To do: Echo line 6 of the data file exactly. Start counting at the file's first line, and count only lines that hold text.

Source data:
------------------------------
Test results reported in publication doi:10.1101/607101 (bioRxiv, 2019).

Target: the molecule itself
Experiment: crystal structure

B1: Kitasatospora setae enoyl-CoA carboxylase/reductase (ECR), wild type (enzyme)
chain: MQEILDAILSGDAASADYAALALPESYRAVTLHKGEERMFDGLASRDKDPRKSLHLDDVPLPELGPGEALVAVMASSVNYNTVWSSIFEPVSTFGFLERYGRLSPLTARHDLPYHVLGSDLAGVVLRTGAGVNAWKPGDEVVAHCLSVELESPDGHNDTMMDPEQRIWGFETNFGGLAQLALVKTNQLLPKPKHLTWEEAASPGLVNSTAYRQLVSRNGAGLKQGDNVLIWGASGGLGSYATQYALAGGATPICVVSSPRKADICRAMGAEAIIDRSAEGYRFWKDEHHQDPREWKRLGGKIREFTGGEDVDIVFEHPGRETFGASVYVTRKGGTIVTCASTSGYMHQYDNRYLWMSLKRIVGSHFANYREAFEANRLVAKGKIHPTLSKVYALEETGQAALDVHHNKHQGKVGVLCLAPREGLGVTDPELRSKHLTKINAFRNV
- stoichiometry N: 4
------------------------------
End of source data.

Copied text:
- stoichiometry N: 4